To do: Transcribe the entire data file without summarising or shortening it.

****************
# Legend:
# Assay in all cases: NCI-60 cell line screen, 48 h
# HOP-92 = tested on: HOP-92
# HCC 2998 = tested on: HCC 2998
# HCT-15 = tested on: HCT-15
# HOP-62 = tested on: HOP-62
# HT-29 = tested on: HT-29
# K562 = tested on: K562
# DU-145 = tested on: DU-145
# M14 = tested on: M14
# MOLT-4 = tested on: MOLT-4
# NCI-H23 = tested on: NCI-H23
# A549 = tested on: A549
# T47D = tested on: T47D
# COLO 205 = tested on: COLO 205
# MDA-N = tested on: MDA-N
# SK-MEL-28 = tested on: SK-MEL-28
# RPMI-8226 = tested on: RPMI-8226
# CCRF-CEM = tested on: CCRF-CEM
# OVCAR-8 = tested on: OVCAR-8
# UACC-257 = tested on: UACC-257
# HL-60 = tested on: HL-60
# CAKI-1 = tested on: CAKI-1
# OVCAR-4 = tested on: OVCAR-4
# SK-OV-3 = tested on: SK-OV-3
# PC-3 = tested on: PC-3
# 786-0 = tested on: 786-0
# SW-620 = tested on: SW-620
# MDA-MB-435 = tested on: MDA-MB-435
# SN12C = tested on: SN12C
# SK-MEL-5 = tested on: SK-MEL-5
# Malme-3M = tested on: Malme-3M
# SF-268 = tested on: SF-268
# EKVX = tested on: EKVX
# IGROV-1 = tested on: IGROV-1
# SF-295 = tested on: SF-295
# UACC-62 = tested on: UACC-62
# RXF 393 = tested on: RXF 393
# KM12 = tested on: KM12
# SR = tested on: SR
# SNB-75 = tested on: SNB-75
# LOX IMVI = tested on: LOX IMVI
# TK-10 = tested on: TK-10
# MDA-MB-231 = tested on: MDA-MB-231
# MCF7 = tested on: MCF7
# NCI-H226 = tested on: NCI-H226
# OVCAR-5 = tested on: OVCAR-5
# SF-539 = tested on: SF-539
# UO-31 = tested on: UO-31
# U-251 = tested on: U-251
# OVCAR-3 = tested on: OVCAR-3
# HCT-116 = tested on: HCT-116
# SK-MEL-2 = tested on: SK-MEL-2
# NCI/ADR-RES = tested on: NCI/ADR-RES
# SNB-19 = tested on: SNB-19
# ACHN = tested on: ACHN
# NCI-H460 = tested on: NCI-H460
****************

# Legend:
# Assay in all cases: NCI-60 cell line screen, 48 h
# HOP-92 = tested on: HOP-92
# HCC 2998 = tested on: HCC 2998
# HCT-15 = tested on: HCT-15
# HOP-62 = tested on: HOP-62
# HT-29 = tested on: HT-29
# K562 = tested on: K562
# DU-145 = tested on: DU-145
# M14 = tested on: M14
# MOLT-4 = tested on: MOLT-4
# NCI-H23 = tested on: NCI-H23
# A549 = tested on: A549
# T47D = tested on: T47D
# COLO 205 = tested on: COLO 205
# MDA-N = tested on: MDA-N
# SK-MEL-28 = tested on: SK-MEL-28
# RPMI-8226 = tested on: RPMI-8226
# CCRF-CEM = tested on: CCRF-CEM
# OVCAR-8 = tested on: OVCAR-8
# UACC-257 = tested on: UACC-257
# HL-60 = tested on: HL-60
# CAKI-1 = tested on: CAKI-1
# OVCAR-4 = tested on: OVCAR-4
# SK-OV-3 = tested on: SK-OV-3
# PC-3 = tested on: PC-3
# 786-0 = tested on: 786-0
# SW-620 = tested on: SW-620
# MDA-MB-435 = tested on: MDA-MB-435
# SN12C = tested on: SN12C
# SK-MEL-5 = tested on: SK-MEL-5
# Malme-3M = tested on: Malme-3M
# SF-268 = tested on: SF-268
# EKVX = tested on: EKVX
# IGROV-1 = tested on: IGROV-1
# SF-295 = tested on: SF-295
# UACC-62 = tested on: UACC-62
# RXF 393 = tested on: RXF 393
# KM12 = tested on: KM12
# SR = tested on: SR
# SNB-75 = tested on: SNB-75
# LOX IMVI = tested on: LOX IMVI
# TK-10 = tested on: TK-10
# MDA-MB-231 = tested on: MDA-MB-231
# MCF7 = tested on: MCF7
# NCI-H226 = tested on: NCI-H226
# OVCAR-5 = tested on: OVCAR-5
# SF-539 = tested on: SF-539
# UO-31 = tested on: UO-31
# U-251 = tested on: U-251
# OVCAR-3 = tested on: OVCAR-3
# HCT-116 = tested on: HCT-116
# SK-MEL-2 = tested on: SK-MEL-2
# NCI/ADR-RES = tested on: NCI/ADR-RES
# SNB-19 = tested on: SNB-19
# ACHN = tested on: ACHN
# NCI-H460 = tested on: NCI-H460